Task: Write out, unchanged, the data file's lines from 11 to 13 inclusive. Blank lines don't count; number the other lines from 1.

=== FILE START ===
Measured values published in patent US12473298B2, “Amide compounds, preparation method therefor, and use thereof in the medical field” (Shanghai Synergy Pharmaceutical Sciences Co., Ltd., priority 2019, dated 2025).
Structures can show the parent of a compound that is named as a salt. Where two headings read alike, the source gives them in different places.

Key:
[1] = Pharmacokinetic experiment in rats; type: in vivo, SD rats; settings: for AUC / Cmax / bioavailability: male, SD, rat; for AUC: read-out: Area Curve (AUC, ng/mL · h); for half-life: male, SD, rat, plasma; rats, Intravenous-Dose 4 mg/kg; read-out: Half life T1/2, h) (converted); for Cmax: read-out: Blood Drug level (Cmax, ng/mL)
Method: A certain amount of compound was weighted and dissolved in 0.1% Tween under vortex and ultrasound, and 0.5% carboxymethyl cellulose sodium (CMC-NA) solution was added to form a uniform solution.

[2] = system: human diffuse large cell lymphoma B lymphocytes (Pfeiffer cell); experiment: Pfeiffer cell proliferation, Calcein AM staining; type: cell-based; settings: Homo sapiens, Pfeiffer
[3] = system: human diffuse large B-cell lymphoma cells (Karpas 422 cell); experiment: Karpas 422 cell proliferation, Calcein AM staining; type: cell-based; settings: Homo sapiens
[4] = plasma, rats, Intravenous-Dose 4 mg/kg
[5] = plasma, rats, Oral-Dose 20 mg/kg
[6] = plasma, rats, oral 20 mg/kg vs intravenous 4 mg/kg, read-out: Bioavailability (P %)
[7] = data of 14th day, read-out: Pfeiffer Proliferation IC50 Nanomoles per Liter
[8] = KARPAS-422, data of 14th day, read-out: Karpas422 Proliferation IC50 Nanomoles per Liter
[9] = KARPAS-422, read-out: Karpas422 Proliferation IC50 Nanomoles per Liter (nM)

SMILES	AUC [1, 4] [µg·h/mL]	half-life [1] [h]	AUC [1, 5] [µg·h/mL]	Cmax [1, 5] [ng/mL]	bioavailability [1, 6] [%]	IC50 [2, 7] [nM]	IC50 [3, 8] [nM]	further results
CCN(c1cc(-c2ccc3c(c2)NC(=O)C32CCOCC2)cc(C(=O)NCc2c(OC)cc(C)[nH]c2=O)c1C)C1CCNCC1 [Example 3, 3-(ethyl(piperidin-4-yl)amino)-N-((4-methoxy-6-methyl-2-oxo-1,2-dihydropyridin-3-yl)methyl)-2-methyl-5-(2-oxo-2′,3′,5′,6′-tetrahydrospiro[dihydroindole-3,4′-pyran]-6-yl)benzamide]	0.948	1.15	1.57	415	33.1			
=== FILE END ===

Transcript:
[7] = data of 14th day, read-out: Pfeiffer Proliferation IC50 Nanomoles per Liter
[8] = KARPAS-422, data of 14th day, read-out: Karpas422 Proliferation IC50 Nanomoles per Liter
[9] = KARPAS-422, read-out: Karpas422 Proliferation IC50 Nanomoles per Liter (nM)